Plants introduced to Italy by the Botanical Garden

Since its foundation, the Botanical Garden of Padova has been closely associated with international scientific institutions which it exchanges seeds, plants and scientific material with.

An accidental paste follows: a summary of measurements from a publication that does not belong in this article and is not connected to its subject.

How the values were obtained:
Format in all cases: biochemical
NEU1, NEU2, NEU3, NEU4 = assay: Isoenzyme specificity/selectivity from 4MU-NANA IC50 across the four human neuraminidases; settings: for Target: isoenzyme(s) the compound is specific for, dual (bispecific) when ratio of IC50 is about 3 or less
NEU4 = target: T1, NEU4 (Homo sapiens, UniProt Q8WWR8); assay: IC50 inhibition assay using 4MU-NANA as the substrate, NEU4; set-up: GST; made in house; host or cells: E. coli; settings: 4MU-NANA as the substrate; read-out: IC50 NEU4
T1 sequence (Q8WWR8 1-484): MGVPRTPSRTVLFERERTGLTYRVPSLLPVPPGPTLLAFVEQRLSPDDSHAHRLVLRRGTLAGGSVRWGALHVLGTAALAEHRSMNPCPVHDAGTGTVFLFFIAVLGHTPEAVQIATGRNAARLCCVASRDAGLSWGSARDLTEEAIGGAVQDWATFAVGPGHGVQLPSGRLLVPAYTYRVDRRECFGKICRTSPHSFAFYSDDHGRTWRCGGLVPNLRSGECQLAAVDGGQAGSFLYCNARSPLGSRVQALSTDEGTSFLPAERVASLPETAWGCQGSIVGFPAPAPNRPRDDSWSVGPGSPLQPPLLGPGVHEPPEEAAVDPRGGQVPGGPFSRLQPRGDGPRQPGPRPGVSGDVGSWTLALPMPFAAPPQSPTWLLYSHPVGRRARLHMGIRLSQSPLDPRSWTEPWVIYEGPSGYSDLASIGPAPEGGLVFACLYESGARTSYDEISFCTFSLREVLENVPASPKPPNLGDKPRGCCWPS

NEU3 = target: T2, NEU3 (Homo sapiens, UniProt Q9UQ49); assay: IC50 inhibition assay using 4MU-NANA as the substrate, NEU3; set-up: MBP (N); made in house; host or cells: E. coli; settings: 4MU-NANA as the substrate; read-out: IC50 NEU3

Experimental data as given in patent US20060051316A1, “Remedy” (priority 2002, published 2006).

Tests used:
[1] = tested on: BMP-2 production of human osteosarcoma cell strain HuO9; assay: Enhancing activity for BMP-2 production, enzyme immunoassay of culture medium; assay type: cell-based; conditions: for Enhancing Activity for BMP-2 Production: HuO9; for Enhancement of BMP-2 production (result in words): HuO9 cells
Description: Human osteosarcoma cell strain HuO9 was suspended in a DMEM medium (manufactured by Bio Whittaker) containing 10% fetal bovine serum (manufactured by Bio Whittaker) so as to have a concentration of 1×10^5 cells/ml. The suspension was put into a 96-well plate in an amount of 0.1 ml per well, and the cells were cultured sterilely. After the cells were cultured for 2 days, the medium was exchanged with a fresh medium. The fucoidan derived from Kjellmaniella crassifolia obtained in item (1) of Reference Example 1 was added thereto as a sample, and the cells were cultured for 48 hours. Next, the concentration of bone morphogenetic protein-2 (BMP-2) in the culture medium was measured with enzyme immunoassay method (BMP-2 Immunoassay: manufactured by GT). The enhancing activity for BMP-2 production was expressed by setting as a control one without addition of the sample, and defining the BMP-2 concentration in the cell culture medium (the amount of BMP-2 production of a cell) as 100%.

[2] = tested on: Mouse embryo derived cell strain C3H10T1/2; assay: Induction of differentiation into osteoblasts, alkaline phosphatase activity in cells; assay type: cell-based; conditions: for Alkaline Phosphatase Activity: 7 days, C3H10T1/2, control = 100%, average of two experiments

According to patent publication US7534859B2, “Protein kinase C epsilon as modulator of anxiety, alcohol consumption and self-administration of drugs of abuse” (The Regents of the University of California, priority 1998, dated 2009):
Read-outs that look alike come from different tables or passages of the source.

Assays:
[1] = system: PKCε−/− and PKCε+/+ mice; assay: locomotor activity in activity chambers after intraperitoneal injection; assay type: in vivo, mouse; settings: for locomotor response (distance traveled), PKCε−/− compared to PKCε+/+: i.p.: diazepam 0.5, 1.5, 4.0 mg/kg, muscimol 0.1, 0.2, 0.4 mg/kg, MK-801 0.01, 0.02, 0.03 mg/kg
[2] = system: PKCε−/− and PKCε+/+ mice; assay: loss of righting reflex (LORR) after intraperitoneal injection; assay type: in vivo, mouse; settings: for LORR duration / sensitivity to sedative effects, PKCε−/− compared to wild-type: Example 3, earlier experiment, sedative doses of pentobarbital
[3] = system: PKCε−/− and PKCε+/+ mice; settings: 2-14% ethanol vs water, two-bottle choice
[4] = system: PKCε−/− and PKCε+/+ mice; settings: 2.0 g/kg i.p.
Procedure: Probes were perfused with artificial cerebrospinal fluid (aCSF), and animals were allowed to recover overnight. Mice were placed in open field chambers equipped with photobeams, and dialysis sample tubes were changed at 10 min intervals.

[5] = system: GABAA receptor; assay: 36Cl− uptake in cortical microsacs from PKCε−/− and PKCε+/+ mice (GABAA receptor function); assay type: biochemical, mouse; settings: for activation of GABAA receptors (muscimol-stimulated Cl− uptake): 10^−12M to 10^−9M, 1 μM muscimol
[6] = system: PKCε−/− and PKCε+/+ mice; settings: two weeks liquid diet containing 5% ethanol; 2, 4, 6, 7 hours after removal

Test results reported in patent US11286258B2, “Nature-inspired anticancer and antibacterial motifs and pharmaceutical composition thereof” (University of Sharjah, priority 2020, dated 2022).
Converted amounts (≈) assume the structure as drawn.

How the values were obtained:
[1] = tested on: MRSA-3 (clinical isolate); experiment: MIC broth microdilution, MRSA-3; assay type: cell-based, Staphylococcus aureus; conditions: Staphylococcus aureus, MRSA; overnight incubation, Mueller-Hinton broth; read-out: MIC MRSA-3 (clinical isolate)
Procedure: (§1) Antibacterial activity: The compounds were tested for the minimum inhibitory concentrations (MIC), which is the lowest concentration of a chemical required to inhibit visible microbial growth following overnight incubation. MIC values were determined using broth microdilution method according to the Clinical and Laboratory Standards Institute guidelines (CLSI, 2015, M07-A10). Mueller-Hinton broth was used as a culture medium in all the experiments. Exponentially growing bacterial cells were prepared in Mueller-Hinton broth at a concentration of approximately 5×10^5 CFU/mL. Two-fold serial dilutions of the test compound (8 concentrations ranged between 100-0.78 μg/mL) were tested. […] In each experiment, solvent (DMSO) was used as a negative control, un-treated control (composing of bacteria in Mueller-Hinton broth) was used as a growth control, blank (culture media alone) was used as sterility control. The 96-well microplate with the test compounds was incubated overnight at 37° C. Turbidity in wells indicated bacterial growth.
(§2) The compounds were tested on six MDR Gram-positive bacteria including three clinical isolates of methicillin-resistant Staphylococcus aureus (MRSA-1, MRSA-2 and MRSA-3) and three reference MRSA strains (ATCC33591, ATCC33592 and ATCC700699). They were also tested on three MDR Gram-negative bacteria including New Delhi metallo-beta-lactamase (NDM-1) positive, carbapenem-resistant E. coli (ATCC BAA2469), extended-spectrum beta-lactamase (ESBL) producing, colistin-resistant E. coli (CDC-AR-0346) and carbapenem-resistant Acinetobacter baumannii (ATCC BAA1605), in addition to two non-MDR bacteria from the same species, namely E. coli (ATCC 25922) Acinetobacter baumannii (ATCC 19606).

Since its foundation, the Botanical Garden of Padova has been closely associated with international scientific institutions which it exchanges seeds, plants and scientific material with. This is why it has played an important role in the introduction and acclimatisation of exotic species in Italy. Some of the plants that were brought to Italy by the Botanical Garden ( and later distributed later throughout the country) are lined along the path in front of the 19th-century greenhouses, with labels indicating the year of their introduction. Among these are well-known ornamentals, such as lilac (Syringa vulgaris L.), yellow jasmine (Jasminum fruticans L.), woodbine [Parthenocissus quinquefolia (L.) Planch.], tulip tree (Liriodendron tulipifera L.), Himalayan cedar [Cedrus deodara (D. Don) G. Don fil.], freesia [Freesia refracta (Jacq.) Klatt], and bleeding heart (Dicentra spectabilis Lem.). Other plants, or parts of them can be eaten, such as sunflower (Helianthus annuus L.), sesame (Sesamum indicum L.), and potato (Solanum tuberosum L.). Others have become spontaneous in Italy, such as American aloe (Agave americana L.), false acacia (Robinia pseudacacia L.), and tree of heaven [Ailanthus altissima (Miller) Swingle]. They dominate large portions of the Italian landscape.